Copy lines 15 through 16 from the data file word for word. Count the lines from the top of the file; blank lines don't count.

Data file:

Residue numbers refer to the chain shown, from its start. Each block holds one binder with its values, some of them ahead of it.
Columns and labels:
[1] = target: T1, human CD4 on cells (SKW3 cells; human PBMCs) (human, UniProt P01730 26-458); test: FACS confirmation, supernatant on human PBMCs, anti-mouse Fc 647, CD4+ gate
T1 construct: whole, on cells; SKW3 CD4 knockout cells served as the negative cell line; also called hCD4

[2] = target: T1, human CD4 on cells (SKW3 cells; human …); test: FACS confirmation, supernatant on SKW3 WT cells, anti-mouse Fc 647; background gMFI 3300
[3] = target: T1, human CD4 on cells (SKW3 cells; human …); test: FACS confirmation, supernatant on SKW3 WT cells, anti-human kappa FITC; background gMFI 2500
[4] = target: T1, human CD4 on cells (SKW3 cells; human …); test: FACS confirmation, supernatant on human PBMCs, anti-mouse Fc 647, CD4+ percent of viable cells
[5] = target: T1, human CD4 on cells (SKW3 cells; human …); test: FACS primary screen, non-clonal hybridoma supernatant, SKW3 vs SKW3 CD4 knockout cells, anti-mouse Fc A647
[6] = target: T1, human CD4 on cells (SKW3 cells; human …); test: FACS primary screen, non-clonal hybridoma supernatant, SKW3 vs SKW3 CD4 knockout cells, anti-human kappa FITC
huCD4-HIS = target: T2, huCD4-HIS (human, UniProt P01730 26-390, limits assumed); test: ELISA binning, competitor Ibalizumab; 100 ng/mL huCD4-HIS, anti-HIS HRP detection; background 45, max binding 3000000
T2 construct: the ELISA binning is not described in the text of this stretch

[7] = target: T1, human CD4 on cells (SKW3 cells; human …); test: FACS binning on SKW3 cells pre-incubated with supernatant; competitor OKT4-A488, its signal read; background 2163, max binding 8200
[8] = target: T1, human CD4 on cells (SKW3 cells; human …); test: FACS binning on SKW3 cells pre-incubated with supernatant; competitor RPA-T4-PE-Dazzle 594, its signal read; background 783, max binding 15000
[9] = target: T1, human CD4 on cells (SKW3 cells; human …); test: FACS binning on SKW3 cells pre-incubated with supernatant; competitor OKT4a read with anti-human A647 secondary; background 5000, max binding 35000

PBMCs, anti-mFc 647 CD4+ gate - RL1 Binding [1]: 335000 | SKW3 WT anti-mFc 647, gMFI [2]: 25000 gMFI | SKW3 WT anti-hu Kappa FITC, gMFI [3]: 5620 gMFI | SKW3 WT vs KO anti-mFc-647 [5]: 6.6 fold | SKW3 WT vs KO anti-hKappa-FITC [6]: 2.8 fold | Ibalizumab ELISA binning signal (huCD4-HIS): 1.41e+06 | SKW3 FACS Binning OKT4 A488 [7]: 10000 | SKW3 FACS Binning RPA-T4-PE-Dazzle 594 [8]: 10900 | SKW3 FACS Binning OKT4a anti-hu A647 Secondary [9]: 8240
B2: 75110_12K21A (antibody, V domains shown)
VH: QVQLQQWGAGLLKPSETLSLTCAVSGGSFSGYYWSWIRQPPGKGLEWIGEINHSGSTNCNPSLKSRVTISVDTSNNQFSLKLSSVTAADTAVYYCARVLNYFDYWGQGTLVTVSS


PBMCs, anti-mFc 647 CD4+ gate - RL1 Binding [1]: 335000 | SKW3 WT anti-mFc 647, gMFI [2]: 25000 gMFI | SKW3 WT anti-hu Kappa FITC, gMFI [3]: 5620 gMFI | SKW3 WT vs KO anti-mFc-647 [5]: 6.6 fold | SKW3 WT vs KO anti-hKappa-FITC [6]: 2.8 fold | Ibalizumab ELISA binning signal (huCD4-HIS): 1.41e+06 | SKW3 FACS Binning OKT4 A488 [7]: 10000 | SKW3 FACS Binning RPA-T4-PE-Dazzle 594 [8]: 10900 | SKW3 FACS Binning OKT4a anti-hu A647 Secondary [9]: 8240
B2: 75110_12K21A (antibody, V domains shown)